Charlotte: So touching on what Michael said before, certainly for Q4, is how do you incentivise your prospect. So you might say “look, can we do anything special to make this happen sooner?” “Can we onboard you in Q4 and then start in Q1?” Save that time, incentivise your prospect so it’s a win for them. Another thing I would say, again going back to activities, so know your metrics as Cillian was saying (inaudible) control your input, you can’t control your output but you can control your input. So know what you have to do, the activities you have to do to be able to get those results triple x (inaudible) pipeline.
One thing that no-one has mentioned, ask for referrals. So when you are on calls with your prospects, is there any other department that your solution might tailor to? It’s really important to ask for referrals.
Another thing is your mindsets. So a lot of salespeople neglect their mindset. So every morning, this has really helped me, journal. This is something that takes under two minutes. So you write down two or three micro goals for your day. What will you be grateful for and then you go back to it at the end of the day. Is there a tough situation that you are anticipating, are you anticipating any ‘no’s’? How are you going to overcome that? Do that first thing, then when you go into your day you’re ready for this, you’re not going to feel that rejection as sharply as you would if you had not done that. So that mindset is key and I think it’s perhaps one thing that salespeople don’t focus on enough.
Joe: Yeah, it’s probably in the sales culture to quite easily neglect that as you say. That’s a fantastic point, it’s probably something that I’m going to implement actually going forwards. Just make a little note.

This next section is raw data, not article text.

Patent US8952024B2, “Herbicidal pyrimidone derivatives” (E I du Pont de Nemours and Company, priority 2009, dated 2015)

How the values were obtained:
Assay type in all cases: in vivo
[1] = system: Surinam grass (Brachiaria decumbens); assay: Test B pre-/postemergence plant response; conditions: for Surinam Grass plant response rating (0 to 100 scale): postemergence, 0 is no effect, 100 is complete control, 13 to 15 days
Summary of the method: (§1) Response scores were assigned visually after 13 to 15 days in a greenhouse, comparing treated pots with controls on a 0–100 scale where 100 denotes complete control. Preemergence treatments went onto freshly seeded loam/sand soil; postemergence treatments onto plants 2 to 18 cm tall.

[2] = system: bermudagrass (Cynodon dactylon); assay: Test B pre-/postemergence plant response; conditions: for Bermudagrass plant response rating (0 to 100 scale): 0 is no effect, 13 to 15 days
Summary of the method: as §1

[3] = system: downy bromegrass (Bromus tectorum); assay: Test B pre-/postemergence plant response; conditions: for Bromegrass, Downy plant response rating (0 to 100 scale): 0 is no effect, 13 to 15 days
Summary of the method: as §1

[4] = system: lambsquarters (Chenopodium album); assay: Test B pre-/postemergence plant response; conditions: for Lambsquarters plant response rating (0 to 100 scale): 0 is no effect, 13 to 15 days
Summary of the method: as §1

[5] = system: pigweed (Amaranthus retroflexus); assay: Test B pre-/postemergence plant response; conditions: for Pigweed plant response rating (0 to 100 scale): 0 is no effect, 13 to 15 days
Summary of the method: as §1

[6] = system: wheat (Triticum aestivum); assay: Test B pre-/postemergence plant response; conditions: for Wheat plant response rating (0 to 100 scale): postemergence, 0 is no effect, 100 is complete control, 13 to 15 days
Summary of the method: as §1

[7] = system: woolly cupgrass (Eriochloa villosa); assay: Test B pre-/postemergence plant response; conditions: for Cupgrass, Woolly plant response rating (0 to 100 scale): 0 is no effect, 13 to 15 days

Charlotte: And one morning thing I want to say is, the pain points! So when you are on discovery calls, are you really getting under the skin of the prospect’s pain points? Still, salespeople will hear one problem and then they will jump into “oh this is my solution, this is how we can help you”. You need to really get under the skin of their pain points and these are changing with each quarter. The pain point three months ago might not be the same pain point in Q4. So are you really uncovering all those pain points, “what’s the impact if you don’t solve this problem, what impact does it have on XYZ.” Really thinking not just how it impacts the person or the people you are talking to but how will that impact on other areas of the business? Are you uncovering all of those pain points?
Joe: Leading to the emotive side of it I guess. David, down to you. What are the most important things to consider when managing your sales pipeline efficiently?
David: Again I come at this from the top of funnel end and although I don’t manage pipeline directly, I do create and am accountable for the creation of it. One thing that goes with both top of funnel individuals as well as our A’s, our closers and account managers, is just multi-threading. Especially in Q4 when we’ve got December coming up, people are going on a lot of holidays, you have a bunch of job switching. Some real life stats out of Cognism is that it’s 7 times more likely for us to close a deal if we have 5+ stakeholders involved in the opportunity versus one. It’s pretty unsurprising if we’ve only got one person that it falls off pretty quickly so I think multi-threading is super important. Actionable Tips: We incentivise our SDR team, if you have an SDR team, to multi-thread and they work on opportunities actively with the A’s to help bring in different cross-sell regions and different stakeholders where required. But also just on the A’s side, if you are a closer and you are sat there with one or two people in your opportunity, start reaching out to the others because it’s going to be incredibly important especially in this holiday season.
Joe: Absolutely. Thank you very much David. Michael, we’ll come to you.